Make a claim
Impacted by the oil spill?
Call 1-844-616-1440 to register a claim.
The line is open 8:00am to 4:00pm daily.
The M/V Marathassa, a Panamax bulk grain carrier, arrived in English Bay early on the morning of April 6, 2015.
Late in the afternoon on April 8, at 4:48pm, the Canadian Coast Guard’s Marine Communications Traffic Services Centre received the first report of a fuel oil spill sheen in the water, in English Bay close to the M/V Marathassa.
Several people reported similar observations, including one report indicating there were tar balls or fuel oil in the water.
These reports initiated Port Metro Vancouver to assess the fuel oil spill, and the Canadian Coast Guard to launch a fuel spill response, with the Western Canada Marine Response Corporation (WCMRC), and other partners.
On April 9, 2015, WCMRC notified the City of Vancouver of the fuel spill at around 5:00am.
Once notified, we activated the Emergency Operations Centre and dispatched City staff to participate in Unified Command, the leadership group that oversaw the fuel spill response.
Unified Command consisted of the Canadian Coast Guard, responsible party representatives, WCMRC, Province of BC, City of Vancouver, District of West Vancouver, City and District of North Vancouver, and Tsleil-Waututh and Squamish First Nations.
Learn more about the fuel spill size, clean up estimates, type and spill movement and trajectory.
The Canadian Coast Guard and WCMRC encountered significant fuel on the water in English Bay. Transport Canada is still investigating the fuel spill size.
According to the Canadian Coast Guard, on April 9, an estimated 2,800 L of fuel was on the water based on their over-flight observations at 10:00am. As WCMRC recovery operations had already been underway for some time when the over-flight observations were made, it is reasonable to conclude that the fuel spill was larger.
By 6:06 pm, it was estimated that the remaining fuel oil on the water had been reduced to 667 L, due to recovery operations, evaporation, dispersion in the water, and quantities being deposited on beaches.
The working estimate of the total actual fuel oil recovered by WCMRC was 1,400 L. This is a subjective estimate by experienced oil spill responders based on the estimates of the quantity of oil collected on the water and accumulated on boom, the vessel, and sorbent pads.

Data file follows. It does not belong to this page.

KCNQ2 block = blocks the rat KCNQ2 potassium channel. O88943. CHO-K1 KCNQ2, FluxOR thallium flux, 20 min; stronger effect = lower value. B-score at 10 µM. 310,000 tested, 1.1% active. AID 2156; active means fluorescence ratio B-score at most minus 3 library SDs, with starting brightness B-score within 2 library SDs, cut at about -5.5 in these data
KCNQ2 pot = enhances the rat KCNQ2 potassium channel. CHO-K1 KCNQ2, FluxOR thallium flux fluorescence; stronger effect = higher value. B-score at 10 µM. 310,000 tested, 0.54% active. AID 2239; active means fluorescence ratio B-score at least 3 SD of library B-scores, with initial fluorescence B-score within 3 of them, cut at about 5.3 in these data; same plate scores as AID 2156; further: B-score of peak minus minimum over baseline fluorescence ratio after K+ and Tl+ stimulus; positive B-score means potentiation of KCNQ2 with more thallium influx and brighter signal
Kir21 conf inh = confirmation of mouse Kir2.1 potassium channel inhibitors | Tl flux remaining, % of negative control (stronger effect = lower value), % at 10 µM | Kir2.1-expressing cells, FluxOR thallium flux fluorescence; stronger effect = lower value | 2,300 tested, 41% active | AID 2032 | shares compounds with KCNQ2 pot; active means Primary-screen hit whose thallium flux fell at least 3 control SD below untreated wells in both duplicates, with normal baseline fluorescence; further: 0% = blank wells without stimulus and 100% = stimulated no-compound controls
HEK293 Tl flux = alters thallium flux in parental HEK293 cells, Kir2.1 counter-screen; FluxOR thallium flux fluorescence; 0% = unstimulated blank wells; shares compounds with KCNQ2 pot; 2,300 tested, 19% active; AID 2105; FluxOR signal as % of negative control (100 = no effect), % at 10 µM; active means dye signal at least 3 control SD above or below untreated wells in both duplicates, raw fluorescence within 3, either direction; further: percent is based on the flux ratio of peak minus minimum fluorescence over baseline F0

Bunker C fuel is a heavy fuel that powers commercial ships.
When Bunker C fuel spills on water, some of the fuel may evaporate into the air. The fuel that isn’t recovered will disperse in the water column.
Bunker C fuel can be carried hundreds of miles in the form of scattered tar balls by winds and currents.
Some of the oil spilled hit the shorelines and most extensively in Vancouver at Siwash Rock, Stanley Park, and at John Lawson Park and surrounding shorelines on the North Shore.
Other impacted areas included New Brighton Park, Crab Park, Second Beach, Third Beach, English Bay, and Sunset Beach.
The City collaborated with Vancouver Coastal Health to test soil and water in order to safely re-open the beaches.
Learn about the role we played, the Shoreline Clean-up Assessment Technique, and how you helped.
Multiple levels of government have a role to play in responding to oil spills.
The Canadian Coast Guard oversees on-water response. The province supports shoreline assessment and land based impacts. Impacted municipalities and First Nations play an important role in bringing forward local concerns, and managing impacts to public health and safety.
The polluter has an important role to play. They are represented in Unified Command.
Vancouver Park Rangers and members from the Vancouver Volunteer Corps and the neighbourhood patrolled the Vancouver shoreline, assessing impacts on a daily basis in support of cleanup operations and liaising with the public.
Park Rangers patrolled Stanley Park, the Seawall, and beaches.